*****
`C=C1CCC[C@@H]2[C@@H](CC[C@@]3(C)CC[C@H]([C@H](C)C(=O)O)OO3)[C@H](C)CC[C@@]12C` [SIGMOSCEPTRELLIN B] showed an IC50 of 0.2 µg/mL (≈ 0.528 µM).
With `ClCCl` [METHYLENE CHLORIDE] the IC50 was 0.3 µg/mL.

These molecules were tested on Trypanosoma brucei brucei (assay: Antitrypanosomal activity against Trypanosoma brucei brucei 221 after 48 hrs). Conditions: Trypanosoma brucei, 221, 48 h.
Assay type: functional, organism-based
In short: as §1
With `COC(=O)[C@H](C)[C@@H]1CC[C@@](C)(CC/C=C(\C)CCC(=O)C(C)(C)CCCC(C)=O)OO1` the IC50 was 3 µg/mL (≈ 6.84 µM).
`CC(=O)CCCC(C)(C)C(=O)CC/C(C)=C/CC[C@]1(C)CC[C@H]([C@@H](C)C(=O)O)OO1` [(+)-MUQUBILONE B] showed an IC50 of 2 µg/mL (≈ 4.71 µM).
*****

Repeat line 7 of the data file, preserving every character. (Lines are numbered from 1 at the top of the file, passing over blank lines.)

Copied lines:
`CC(=O)CCCC(C)(C)C(=O)CC/C(C)=C/CC[C@]1(C)CC[C@H]([C@@H](C)C(=O)O)OO1` [(+)-MUQUBILONE B] showed an IC50 of 2 µg/mL (≈ 4.71 µM).